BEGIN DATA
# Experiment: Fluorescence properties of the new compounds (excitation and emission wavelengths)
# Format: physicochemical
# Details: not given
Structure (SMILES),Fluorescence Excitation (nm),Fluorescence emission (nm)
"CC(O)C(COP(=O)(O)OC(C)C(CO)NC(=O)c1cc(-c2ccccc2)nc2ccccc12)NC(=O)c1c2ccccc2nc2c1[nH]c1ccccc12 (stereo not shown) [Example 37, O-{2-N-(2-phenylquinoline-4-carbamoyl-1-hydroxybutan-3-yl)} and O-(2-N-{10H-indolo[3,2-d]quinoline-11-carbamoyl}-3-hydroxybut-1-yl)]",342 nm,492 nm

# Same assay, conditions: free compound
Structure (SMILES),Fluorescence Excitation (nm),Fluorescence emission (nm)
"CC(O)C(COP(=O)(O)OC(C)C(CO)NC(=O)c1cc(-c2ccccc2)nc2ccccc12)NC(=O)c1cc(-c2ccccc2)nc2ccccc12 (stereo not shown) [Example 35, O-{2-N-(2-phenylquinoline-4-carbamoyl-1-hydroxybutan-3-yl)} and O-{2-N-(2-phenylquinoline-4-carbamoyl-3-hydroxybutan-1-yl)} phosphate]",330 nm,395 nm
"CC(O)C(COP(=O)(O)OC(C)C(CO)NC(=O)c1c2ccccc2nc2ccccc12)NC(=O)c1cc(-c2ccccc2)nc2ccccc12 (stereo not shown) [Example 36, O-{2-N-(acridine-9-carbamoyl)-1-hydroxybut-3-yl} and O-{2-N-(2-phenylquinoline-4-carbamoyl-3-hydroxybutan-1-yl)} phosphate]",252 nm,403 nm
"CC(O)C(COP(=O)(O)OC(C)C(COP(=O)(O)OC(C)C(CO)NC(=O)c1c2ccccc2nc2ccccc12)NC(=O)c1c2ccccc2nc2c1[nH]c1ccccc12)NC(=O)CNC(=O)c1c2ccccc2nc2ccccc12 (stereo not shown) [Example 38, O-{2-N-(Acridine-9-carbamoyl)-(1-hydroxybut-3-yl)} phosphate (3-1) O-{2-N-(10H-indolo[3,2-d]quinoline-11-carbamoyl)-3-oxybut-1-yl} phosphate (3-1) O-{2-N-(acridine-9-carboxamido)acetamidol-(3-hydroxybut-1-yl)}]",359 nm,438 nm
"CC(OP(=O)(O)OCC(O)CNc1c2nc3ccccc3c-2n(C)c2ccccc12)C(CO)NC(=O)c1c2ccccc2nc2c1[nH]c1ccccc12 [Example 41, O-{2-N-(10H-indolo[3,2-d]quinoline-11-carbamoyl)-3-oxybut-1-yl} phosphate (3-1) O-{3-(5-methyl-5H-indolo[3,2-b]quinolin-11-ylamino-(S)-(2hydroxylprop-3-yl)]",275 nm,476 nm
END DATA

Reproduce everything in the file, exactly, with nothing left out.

# Experiment: Fluorescence properties of the new compounds (excitation and emission wavelengths)
# Format: physicochemical
# Details: not given
Structure (SMILES),Fluorescence Excitation (nm),Fluorescence emission (nm)
"CC(O)C(COP(=O)(O)OC(C)C(CO)NC(=O)c1cc(-c2ccccc2)nc2ccccc12)NC(=O)c1c2ccccc2nc2c1[nH]c1ccccc12 (stereo not shown) [Example 37, O-{2-N-(2-phenylquinoline-4-carbamoyl-1-hydroxybutan-3-yl)} and O-(2-N-{10H-indolo[3,2-d]quinoline-11-carbamoyl}-3-hydroxybut-1-yl)]",342 nm,492 nm

# Same assay, conditions: free compound
Structure (SMILES),Fluorescence Excitation (nm),Fluorescence emission (nm)
"CC(O)C(COP(=O)(O)OC(C)C(CO)NC(=O)c1cc(-c2ccccc2)nc2ccccc12)NC(=O)c1cc(-c2ccccc2)nc2ccccc12 (stereo not shown) [Example 35, O-{2-N-(2-phenylquinoline-4-carbamoyl-1-hydroxybutan-3-yl)} and O-{2-N-(2-phenylquinoline-4-carbamoyl-3-hydroxybutan-1-yl)} phosphate]",330 nm,395 nm
"CC(O)C(COP(=O)(O)OC(C)C(CO)NC(=O)c1c2ccccc2nc2ccccc12)NC(=O)c1cc(-c2ccccc2)nc2ccccc12 (stereo not shown) [Example 36, O-{2-N-(acridine-9-carbamoyl)-1-hydroxybut-3-yl} and O-{2-N-(2-phenylquinoline-4-carbamoyl-3-hydroxybutan-1-yl)} phosphate]",252 nm,403 nm
"CC(O)C(COP(=O)(O)OC(C)C(COP(=O)(O)OC(C)C(CO)NC(=O)c1c2ccccc2nc2ccccc12)NC(=O)c1c2ccccc2nc2c1[nH]c1ccccc12)NC(=O)CNC(=O)c1c2ccccc2nc2ccccc12 (stereo not shown) [Example 38, O-{2-N-(Acridine-9-carbamoyl)-(1-hydroxybut-3-yl)} phosphate (3-1) O-{2-N-(10H-indolo[3,2-d]quinoline-11-carbamoyl)-3-oxybut-1-yl} phosphate (3-1) O-{2-N-(acridine-9-carboxamido)acetamidol-(3-hydroxybut-1-yl)}]",359 nm,438 nm
"CC(OP(=O)(O)OCC(O)CNc1c2nc3ccccc3c-2n(C)c2ccccc12)C(CO)NC(=O)c1c2ccccc2nc2c1[nH]c1ccccc12 [Example 41, O-{2-N-(10H-indolo[3,2-d]quinoline-11-carbamoyl)-3-oxybut-1-yl} phosphate (3-1) O-{3-(5-methyl-5H-indolo[3,2-b]quinolin-11-ylamino-(S)-(2hydroxylprop-3-yl)]",275 nm,476 nm